Duodenal Chemosensing of Short-Chain Fatty Acids: Implications for GI Diseases
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Purpose of Review
Short-chain fatty acids (SCFAs), the main bacterial fermentation products in the hindgut of hindgut fermenters, are also present in the foregut lumen. We discuss the impact of SCFAs in the duodenal defense mechanisms and in the gastrointestinal (GI) pathogenesis.
Luminal SCFAs augment the duodenal mucosal defenses via release of serotonin (5-HT) and glucagon-like peptide-2 (GLP-2) from enteroendocrine cells. Released GLP-2 protects the small intestinal mucosa from nonsteroidal anti-inflammatory drug-induced enteropathy. SCFAs are also rapidly absorbed via SCFA transporters and interact with afferent and myenteric nerves. Excessive SCFA signals with 5-HT3 receptor overactivation may be implicated in the pathogenesis of irritable bowel syndrome symptoms. SCFA production exhibits diurnal rhythms with host physiological responses, suggesting that oral SCFA treatment may adjust the GI clocks.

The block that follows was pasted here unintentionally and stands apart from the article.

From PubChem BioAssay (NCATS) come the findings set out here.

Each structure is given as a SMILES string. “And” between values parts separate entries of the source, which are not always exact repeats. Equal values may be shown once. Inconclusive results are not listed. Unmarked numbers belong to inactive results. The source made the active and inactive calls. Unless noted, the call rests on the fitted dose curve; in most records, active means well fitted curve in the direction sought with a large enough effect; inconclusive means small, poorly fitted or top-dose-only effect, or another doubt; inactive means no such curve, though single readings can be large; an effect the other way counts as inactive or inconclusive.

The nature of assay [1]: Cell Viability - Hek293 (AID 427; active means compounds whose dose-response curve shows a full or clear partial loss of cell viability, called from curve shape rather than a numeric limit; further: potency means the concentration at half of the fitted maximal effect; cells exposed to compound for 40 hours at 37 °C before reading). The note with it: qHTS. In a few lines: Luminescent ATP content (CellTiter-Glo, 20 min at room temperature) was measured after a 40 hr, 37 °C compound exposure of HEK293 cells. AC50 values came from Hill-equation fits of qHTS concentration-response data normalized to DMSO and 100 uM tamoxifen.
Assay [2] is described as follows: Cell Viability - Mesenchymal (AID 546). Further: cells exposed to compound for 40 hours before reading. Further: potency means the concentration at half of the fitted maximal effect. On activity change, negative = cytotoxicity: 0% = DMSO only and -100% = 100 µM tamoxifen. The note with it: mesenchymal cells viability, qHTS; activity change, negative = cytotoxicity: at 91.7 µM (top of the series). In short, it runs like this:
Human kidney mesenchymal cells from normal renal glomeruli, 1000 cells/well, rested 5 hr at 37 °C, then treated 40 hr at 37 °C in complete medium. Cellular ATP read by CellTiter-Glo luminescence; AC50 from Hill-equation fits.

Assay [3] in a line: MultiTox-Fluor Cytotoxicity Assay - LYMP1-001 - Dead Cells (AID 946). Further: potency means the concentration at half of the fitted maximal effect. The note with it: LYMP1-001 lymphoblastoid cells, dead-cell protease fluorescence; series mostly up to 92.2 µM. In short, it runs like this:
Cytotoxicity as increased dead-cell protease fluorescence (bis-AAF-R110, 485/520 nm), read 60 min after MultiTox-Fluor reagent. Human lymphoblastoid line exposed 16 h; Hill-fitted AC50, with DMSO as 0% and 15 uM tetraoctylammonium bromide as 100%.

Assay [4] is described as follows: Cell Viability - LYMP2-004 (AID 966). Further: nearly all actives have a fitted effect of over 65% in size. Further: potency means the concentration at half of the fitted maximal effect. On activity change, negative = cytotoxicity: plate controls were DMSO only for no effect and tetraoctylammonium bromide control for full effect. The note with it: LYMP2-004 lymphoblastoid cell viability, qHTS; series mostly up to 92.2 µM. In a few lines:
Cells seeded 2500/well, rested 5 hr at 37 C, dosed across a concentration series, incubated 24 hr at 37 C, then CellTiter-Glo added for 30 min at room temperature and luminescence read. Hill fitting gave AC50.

SCFAs are not only a source of energy but also signaling molecules for the local regulation of the GI tract and systemic regulation via release of gut hormones. Targeting SCFA signals may be a novel therapeutic for GI diseases and metabolic syndrome.
KeywordsShort-chain fatty acid receptors Glucagon-like peptide-2 Serotonin Mucosal defense Nutrition sensing
This work was supported by a Department of Veterans Affairs Merit Review Award and National Institute of Diabetes and Digestive and Kidney Diseases Grant R01-DK-54221.
Compliance With Ethical Standards
Conflict of Interest
The authors declare that they have no conflict of interest.
Human and Animal Rights and Informed Consent
This article does not contain any studies with human or animal subjects performed by any of the authors.
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